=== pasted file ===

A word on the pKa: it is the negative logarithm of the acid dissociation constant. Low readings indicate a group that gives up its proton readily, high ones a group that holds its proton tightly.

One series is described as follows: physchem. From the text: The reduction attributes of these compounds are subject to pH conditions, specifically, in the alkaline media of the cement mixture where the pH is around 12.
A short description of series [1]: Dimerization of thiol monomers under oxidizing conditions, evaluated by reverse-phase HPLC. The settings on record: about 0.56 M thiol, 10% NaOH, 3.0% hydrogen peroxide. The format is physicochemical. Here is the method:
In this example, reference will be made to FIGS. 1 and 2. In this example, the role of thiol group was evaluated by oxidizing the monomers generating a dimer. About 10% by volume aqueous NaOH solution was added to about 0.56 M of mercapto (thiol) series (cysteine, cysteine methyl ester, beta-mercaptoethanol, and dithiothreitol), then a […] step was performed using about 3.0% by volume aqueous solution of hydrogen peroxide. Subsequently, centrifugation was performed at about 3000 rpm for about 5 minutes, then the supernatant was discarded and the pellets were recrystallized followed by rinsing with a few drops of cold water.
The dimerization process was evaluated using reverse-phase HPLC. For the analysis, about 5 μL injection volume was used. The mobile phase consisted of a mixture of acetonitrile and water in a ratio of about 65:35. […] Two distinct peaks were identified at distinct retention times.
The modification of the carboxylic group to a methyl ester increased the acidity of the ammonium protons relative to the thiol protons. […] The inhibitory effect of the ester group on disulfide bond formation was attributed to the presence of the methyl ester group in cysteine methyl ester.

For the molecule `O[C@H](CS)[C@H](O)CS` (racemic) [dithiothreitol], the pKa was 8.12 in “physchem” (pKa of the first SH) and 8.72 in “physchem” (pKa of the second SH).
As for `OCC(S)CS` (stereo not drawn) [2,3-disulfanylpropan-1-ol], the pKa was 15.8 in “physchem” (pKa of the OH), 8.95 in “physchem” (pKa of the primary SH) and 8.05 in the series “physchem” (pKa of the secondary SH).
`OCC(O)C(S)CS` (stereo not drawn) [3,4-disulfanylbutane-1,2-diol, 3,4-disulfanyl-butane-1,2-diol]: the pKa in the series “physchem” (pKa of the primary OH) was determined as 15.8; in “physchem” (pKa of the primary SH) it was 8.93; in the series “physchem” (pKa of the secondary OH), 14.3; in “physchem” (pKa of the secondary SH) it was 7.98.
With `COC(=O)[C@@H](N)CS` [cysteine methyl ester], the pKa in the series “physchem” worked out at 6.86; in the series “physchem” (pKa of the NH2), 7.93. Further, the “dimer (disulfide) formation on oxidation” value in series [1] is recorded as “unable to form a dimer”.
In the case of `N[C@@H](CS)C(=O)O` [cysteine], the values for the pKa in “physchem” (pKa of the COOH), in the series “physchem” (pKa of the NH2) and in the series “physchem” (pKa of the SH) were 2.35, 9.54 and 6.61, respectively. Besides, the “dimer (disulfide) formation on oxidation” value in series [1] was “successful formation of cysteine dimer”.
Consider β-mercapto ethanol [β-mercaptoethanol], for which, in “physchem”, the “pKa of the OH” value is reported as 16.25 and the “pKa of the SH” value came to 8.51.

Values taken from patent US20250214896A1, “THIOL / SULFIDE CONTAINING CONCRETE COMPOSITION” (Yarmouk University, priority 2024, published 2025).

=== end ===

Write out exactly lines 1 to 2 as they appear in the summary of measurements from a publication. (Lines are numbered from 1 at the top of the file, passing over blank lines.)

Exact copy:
A word on the pKa: it is the negative logarithm of the acid dissociation constant. Low readings indicate a group that gives up its proton readily, high ones a group that holds its proton tightly.

One series is described as follows: physchem. From the text: The reduction attributes of these compounds are subject to pH conditions, specifically, in the alkaline media of the cement mixture where the pH is around 12.